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Want a lower car payment? Refinance your auto loan

If you bought your car and paid more than 3% in interest, you should look at it as an option to save you money monthly & for the life of the loan.

GREENSBORO, N.C. — The place you call home is costly. The mortgage or rent is your biggest bill each month. Usually, your second biggest payment is likely your car.

While refinancing a home to save money is common, most folks don't realize you can refinance your car loan too.

“Cash is so critical to so many Americans right now and this is one of those unique products that are at an intersection of consumers don't really know about it but it is hugely impactful and potentially beneficial,”  said Jon Salzberg, Credit Karma Auto Team.

Basically, it just replaces your current loan with a new loan from another lender, but with a much lower interest rate.

For example:

Current Loan:  $10,000 at 9% interest is a total of $12,455

New Loan: $10,000 at 3.1% interest is a total of $10,811

With the new loan, you save $1,644 and your payment goes from $208 to $180.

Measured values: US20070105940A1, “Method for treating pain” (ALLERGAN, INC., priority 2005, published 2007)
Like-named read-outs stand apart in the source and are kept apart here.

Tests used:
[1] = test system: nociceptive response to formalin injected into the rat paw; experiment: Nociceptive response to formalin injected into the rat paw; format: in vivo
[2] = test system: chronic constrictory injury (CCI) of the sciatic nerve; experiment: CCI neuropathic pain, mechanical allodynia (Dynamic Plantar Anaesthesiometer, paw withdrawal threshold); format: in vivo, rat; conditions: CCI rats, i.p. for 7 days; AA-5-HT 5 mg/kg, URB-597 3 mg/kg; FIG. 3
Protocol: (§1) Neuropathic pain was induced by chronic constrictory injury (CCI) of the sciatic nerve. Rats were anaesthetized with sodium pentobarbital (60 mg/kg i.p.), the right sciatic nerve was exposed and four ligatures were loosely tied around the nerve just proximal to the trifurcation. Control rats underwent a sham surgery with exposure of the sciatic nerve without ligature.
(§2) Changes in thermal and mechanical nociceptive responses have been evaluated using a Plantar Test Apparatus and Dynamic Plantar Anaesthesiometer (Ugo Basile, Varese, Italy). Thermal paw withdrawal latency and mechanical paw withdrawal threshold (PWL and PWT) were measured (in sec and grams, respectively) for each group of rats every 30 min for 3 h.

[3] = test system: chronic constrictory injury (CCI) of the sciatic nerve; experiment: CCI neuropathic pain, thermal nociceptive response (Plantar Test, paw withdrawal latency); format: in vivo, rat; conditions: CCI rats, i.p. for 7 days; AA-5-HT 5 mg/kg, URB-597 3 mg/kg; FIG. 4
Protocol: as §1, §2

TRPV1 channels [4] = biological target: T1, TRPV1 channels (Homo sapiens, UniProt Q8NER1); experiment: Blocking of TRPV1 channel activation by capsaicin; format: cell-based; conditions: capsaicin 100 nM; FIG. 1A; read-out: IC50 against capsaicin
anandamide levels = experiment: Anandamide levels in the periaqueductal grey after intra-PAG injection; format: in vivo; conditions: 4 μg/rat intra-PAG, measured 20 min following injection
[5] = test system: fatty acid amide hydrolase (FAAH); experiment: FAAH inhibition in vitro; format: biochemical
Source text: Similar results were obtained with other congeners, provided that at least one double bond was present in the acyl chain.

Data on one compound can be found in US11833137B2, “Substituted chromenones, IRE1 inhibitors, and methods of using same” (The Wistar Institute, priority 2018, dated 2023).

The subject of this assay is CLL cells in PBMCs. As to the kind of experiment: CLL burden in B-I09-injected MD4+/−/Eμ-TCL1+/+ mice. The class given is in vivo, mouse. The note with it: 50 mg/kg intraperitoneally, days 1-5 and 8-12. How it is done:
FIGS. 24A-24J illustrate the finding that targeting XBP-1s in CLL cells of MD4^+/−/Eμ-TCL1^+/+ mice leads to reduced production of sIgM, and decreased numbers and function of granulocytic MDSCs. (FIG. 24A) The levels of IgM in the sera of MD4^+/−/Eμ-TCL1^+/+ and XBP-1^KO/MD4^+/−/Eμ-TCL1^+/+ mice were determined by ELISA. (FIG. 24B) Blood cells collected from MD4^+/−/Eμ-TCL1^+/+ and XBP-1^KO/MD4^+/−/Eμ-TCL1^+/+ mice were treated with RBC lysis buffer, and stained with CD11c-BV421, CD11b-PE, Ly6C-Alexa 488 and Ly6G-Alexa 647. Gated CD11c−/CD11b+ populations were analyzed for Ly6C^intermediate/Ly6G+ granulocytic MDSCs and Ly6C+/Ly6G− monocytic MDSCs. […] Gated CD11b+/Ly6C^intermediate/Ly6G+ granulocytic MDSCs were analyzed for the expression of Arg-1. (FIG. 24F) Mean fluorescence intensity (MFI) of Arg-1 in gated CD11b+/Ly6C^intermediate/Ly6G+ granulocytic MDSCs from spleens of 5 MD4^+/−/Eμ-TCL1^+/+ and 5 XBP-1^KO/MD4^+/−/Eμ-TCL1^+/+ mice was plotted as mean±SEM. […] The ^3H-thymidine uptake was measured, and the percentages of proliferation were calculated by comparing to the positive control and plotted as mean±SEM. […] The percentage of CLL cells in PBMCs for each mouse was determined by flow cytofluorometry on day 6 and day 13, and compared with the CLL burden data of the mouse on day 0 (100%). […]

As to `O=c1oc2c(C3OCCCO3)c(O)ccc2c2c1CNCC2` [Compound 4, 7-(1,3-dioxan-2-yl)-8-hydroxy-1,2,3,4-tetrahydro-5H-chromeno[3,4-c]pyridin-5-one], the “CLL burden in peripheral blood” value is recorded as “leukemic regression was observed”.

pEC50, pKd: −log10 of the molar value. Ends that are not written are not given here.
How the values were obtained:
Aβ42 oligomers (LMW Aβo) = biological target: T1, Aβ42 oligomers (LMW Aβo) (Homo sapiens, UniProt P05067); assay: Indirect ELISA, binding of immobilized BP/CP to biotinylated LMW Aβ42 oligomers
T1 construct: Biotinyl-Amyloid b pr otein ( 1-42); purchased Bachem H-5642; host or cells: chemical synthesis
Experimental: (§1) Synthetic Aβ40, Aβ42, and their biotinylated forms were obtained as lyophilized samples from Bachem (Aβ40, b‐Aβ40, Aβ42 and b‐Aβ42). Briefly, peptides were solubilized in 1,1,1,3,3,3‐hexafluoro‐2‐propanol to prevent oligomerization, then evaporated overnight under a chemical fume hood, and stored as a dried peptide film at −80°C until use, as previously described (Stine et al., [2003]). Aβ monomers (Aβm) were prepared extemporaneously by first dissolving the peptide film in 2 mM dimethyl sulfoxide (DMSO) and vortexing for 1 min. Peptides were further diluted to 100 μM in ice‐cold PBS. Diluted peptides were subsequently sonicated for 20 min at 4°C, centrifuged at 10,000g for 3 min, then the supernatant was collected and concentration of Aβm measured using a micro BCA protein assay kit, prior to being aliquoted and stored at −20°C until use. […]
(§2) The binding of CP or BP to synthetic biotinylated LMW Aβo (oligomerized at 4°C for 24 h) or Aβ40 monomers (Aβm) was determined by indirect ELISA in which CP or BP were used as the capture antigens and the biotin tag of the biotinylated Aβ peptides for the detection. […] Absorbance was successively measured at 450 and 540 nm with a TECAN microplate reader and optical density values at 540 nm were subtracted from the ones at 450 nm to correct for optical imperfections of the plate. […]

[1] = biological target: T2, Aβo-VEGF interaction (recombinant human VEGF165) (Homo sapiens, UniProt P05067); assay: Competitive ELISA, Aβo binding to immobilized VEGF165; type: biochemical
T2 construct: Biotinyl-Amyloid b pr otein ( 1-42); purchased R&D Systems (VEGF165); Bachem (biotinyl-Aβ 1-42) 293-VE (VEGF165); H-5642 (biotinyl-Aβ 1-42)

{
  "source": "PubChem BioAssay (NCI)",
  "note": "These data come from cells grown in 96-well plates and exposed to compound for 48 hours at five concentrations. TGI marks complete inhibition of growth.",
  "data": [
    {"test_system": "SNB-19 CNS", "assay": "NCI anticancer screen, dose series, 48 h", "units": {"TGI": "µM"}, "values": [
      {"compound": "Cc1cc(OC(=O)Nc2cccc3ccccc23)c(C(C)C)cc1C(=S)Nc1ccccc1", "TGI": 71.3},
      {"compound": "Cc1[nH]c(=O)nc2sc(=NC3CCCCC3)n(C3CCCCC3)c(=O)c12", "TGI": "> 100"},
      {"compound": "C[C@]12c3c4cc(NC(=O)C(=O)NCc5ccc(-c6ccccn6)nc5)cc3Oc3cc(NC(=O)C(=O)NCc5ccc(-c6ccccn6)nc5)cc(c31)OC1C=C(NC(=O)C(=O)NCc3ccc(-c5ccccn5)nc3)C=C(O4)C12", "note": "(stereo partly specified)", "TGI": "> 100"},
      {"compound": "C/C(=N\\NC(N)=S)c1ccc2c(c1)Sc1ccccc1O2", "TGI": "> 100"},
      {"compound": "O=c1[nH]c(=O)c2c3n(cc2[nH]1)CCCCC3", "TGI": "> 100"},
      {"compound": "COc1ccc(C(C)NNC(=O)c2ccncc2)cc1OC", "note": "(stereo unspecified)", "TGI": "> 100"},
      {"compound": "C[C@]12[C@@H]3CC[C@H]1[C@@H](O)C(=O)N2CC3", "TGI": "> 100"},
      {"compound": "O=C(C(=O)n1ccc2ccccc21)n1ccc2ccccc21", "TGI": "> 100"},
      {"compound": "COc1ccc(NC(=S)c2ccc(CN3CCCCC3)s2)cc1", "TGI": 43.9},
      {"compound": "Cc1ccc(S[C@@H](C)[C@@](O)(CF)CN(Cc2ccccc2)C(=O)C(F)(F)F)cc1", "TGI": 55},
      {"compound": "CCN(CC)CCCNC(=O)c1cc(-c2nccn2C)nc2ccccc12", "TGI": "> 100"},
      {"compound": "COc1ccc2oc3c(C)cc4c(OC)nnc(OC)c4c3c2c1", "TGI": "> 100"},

"The other thing to watch out for are prepayment penalties. So sometimes the loans that you take out carries a prepayment penalty with it which would make the benefit of refinancing, would mitigate the benefit of refinancing,” said Salzberg.

You can shorten or extend the length of the loan, or keep it the way you have it now. There's no limit as to how many times you can refinance.

But if you're going down that route, you'll need to have made six to 12 months of on-time payments to make it worthwhile.

On average, consumers saved $52 a month by refinancing car loans when they wanted to reduce their payments, according to a TransUnion study of 1.5 million refinanced car loans in 2013 and 2014.

On average, consumers reduced the interest rate by 2.4 percent. 

The average monthly payment for an auto loan is between $500 to $525 – meaning some could save roughly 10 percent a month.

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